Crime rates keeping workers out of NYC offices not COVID, study shows
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According to a nonprofit group that supports local business leaders, the crime rate in New York City threatens the long-term decline of employees visiting Manhattan offices.
Less than 40% of Manhattan office workers visit the office on a typical weekend, according to a partnership survey for New York City that is due to be published Monday.
Katherine Wilde, the group’s president and CEO, said in a radio Sunday interview with WABC that the decline in city office attendance was not due to COVID-19 but to “public safety issues” and widespread homelessness.
“When we asked employers what would be the most effective factor in getting people back into the office, they said, ‘Reduce the presence of homeless and mentally ill people and expand the police presence on the streets and underground,'” Wilde said.
“It’s no secret that employers do everything they can to encourage them [their employees to return to the office]… “If we can’t solve the public safety problem,” he continued. Back to the office. “
Wild further noted that office life has not yet been restored, with nightlife and dining back in town. “We haven’t returned to the office yet,” he said.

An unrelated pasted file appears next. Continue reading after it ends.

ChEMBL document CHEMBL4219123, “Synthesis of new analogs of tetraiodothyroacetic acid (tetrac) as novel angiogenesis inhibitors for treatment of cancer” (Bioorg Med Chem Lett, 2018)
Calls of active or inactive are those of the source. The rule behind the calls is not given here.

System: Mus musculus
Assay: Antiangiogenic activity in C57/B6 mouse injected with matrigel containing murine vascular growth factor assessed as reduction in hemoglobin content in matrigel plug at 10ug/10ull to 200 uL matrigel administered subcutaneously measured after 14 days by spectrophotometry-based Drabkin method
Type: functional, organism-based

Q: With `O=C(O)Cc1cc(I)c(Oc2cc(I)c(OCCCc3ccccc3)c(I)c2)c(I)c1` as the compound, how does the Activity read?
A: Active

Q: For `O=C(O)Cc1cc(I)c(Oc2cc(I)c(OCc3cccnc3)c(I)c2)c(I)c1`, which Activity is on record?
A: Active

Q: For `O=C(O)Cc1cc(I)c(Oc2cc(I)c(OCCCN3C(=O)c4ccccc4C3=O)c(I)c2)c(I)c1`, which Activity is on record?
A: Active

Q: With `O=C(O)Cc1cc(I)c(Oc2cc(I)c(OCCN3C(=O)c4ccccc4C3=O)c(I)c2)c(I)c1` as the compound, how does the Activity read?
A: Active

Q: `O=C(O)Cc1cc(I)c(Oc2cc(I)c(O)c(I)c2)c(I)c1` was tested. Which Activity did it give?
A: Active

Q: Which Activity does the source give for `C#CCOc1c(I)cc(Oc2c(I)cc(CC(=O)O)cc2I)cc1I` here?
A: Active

In NYPD Overtime 2022, the budget allocated to ‘unprecedented’ crime climate is estimated to exceed $ 142M +
According to the New York Police Department (NYPD), crime rates in New York City have risen in recent years, with major crimes skyrocketing 34.2% in April alone.
A study by The Partnership for New York City also found that 39% of Manhattan workers come to their desk on average weekdays, with most of them coming only three days per week on average.
Prior to the epidemic, more than 80% of Manhattan office workers surveyed by the group had to stay in office five days a week, Wilde explained.
In a separate survey conducted by the group, published in March, 84% of those surveyed said conditions in New York City had worsened since 2020, and 40% said they were considering moving.
CTT estimates that at least 20% of office space in the five boroughs will remain vacant until at least 2026, according to its estimated budget.
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